The number of obese individuals rose from 105 million to 541 million since 1975. The obesity rate for men rose from three percent to 11 percent, and for women it went from six percent to 15 percent.
On the other hand, the number of underweight individuals fell from 14 percent to nine percent for men and 15 percent to 10 percent for women.
Over one-quarter of severely obese men and one-fifth of severely obese women reside in the U.S.
Senior author Majid Ezzati said, “Over the past 40 years, we have changed from a world in which underweight prevalence was more than double that of obesity, to one in which more people are obese than underweight. If present trends continue, not only will the world not meet the obesity target of halting the rise in the prevalence of obesity at its 2010 level by 2025, but more women will be severely obese than underweight by 2025.”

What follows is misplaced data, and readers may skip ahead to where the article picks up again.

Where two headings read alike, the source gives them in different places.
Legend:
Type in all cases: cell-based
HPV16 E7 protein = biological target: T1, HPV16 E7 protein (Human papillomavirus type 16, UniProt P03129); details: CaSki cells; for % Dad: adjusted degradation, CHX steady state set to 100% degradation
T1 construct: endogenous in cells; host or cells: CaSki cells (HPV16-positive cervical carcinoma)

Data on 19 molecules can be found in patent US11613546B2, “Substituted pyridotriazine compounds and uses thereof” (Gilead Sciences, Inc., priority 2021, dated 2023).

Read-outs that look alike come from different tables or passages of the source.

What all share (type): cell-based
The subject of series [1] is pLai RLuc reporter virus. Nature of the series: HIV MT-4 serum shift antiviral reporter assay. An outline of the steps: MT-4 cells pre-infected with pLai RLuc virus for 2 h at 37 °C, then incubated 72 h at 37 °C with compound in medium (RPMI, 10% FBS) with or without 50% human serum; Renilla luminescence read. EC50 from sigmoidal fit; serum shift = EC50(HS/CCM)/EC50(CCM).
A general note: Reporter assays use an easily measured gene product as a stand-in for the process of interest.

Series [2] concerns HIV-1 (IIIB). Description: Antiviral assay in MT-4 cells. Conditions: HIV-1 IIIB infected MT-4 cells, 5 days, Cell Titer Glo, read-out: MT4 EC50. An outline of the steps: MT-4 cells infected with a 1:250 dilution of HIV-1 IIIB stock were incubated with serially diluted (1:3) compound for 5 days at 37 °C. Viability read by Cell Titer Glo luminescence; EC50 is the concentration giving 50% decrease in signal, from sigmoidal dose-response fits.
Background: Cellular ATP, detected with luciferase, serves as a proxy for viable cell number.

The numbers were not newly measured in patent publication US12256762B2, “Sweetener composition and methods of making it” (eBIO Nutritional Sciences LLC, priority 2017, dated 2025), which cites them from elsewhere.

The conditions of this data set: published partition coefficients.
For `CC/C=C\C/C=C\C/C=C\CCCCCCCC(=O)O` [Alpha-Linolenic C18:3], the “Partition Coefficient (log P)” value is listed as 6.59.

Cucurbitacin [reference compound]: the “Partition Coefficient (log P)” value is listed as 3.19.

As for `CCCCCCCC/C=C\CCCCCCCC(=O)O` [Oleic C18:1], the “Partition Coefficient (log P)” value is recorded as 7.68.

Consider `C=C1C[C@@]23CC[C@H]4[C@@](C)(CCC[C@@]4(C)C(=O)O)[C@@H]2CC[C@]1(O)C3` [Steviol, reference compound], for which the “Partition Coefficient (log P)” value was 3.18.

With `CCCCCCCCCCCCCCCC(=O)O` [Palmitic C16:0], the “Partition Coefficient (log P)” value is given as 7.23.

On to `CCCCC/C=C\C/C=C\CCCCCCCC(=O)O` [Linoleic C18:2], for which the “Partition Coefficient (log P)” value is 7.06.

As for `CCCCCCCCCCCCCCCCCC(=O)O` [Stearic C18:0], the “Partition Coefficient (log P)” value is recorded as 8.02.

“To avoid an epidemic of severe obesity, new policies that can slow down and stop the worldwide increase in body weight must be implemented quickly and rigorously evaluated, including smart food policies and improved health care training,” added Ezzati.
Even though the study found that underweight rates are on the decline, it is still a pressing health problem in the poorest parts of the world. One-quarter of South Asians are underweight, as well as 15 percent and 12 percent of African men and women, respectively, the study found.
The findings paint a picture of a fatter world of greater inequality, as George Davey Smith wrote in an accompanying editorial, “A focus on obesity at the expense of recognition of the substantial remaining burden of undernutrition threatens to divert resources away from disorders that affect the poor to those that are more likely to affect the wealthier in low-income countries.”